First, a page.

November is one of those months when Mother Nature can play tricks on us, having crisp sunny weather followed a short time later by cold rains and a mini-blizzard, thus upsetting a lot of travel plans. It has happened before, as in November of 1911, when we are told that temperatures during a windy storm dropped over sixty degrees in one day, seriously effecting many communities in the central Illinois area. The following report about that storm appeared in the November 13 issue of the Daily Pantagraph:
"There was a deluge of rain and a heavy windstorm at Lexington, with wires blown down and trees blown over. At the farm of Joseph Hester, southeast of the city, much damage was done. All of the buildings about the place, except for the residence, were badly depleted by wind and blown over. The chimney and porch were completely blown off the house.
At LeRoy and Saybrook, the lightning was unusually keen, and it hailed and sleeted heavily. The wind and lightning made much trouble for telephone and telegraph companies everywhere.
West of Bloomington, there were reports of tombstones being blown over and orchards being uprooted by the cold wind. The town of Stanford was in the direct path of the storm and much havoc was wrought in property, and several people were injured by flying timbers.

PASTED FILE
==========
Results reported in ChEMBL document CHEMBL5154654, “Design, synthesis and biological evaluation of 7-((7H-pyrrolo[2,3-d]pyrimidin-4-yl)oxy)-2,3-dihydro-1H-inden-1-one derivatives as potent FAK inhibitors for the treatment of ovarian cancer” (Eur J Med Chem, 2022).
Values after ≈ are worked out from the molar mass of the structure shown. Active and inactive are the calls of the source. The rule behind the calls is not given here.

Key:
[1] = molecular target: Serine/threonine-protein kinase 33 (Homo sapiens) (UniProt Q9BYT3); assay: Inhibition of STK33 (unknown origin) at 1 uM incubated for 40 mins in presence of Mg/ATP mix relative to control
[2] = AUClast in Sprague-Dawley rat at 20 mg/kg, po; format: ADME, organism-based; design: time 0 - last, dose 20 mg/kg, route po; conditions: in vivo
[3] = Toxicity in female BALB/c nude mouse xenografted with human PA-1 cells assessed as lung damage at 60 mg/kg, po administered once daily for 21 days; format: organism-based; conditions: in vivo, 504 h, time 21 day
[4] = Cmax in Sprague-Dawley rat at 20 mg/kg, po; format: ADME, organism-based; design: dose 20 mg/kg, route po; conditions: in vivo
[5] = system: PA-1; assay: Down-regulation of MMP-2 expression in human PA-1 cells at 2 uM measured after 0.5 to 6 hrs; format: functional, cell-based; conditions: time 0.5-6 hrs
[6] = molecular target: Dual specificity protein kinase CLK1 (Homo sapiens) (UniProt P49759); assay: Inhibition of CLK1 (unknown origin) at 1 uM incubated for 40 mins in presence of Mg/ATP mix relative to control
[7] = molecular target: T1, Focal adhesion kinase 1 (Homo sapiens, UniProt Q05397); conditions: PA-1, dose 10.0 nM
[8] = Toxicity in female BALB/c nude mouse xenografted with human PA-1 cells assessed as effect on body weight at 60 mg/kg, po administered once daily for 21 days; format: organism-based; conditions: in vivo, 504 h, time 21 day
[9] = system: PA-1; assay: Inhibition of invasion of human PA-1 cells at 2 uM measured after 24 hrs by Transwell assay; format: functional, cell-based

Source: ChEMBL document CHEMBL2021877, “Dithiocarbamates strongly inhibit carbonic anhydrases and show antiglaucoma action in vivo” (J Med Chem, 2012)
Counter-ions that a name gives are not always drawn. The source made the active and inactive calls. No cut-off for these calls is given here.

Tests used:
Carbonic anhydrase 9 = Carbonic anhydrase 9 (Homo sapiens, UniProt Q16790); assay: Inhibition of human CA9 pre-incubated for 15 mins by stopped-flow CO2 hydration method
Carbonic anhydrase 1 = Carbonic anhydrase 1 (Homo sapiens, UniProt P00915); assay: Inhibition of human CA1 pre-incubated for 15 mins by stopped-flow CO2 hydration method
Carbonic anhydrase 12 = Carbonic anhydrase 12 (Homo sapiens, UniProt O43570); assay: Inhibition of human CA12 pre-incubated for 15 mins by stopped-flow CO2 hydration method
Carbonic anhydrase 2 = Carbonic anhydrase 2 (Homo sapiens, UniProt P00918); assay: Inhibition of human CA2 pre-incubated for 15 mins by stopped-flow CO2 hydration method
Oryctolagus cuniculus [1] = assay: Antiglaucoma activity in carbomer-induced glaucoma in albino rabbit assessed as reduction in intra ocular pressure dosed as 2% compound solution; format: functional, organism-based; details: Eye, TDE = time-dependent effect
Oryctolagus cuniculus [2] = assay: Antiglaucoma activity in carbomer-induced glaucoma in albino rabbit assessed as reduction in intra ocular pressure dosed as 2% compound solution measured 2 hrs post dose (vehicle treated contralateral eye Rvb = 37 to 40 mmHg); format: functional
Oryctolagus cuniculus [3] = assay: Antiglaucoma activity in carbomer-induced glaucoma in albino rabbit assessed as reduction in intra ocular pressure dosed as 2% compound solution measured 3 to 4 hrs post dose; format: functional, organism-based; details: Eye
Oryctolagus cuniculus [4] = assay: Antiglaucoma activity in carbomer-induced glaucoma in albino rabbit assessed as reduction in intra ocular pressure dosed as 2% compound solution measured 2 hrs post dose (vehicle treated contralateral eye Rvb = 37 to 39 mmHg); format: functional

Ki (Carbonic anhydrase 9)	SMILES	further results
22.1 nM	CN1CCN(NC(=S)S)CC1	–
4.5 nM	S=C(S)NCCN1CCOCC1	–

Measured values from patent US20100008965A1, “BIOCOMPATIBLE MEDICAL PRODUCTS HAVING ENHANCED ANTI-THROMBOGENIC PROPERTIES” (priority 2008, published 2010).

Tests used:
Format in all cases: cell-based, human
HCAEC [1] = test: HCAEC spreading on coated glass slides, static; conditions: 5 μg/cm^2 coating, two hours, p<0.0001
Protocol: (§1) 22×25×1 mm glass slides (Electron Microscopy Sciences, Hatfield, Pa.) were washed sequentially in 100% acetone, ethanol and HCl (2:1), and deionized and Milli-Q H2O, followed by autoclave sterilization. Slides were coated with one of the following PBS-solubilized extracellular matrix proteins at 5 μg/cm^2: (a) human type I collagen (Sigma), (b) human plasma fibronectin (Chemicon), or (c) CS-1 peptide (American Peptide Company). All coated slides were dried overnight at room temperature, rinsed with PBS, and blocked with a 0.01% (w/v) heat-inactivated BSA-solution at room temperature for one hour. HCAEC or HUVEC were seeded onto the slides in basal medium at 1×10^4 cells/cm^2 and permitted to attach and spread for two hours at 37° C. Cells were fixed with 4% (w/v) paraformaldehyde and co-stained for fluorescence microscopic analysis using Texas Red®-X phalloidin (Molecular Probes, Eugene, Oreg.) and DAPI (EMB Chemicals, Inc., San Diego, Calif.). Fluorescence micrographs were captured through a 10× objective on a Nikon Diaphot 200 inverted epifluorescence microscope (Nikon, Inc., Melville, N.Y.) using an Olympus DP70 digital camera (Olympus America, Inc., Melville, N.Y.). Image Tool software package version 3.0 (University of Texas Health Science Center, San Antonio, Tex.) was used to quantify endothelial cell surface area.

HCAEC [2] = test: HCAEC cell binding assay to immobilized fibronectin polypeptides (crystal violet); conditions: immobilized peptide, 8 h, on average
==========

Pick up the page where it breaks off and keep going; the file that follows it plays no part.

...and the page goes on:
Interurban cars in the Peoria-Bloomington division of the Illinois Traction System were held up by the havoc wrought by the storm. From about five o'clock Saturday until early Sunday, there were no cars running in either direction.” The interurban was a busy means of travel at that time, and if heavy wind and lack of electricity stopped the train, riders simply had to wait for a break in the weather. This storm stalled a Wesleyan ball team as they were returning from Peoria.
“The players attempted to leave on the 7 o’clock interurban but it did not get out until about 10 o’clock; the train got as far as Mackinaw. For about five hours, the players and other passengers attempted to keep warm out in the country in the car while the snow and sleet and rain were being driven by a heavy wind. At about 4 o’clock the power came back on and the train was run back to Peoria, where the team took a rail train back to Bloomington.
An interurban headed to Bloomington from Decatur had only reached Heyworth when the storm hit. “The car was unable to proceed further and here the passengers were compelled to remain for nineteen hours before they could resume their trip. There being no hotel there, the passengers remained on the car or stayed in the interurban depot”...until a local restaurant opened for breakfast.
At one point, Lexington residents were very hopeful that an interurban line would be run to this city. After reading this report, it crossed my mind when the power went out during our recent storm that sitting here in a warm living room was much more appealing than the thought of being stranded somewhere for hours in a cold interurban car. Brrrrr!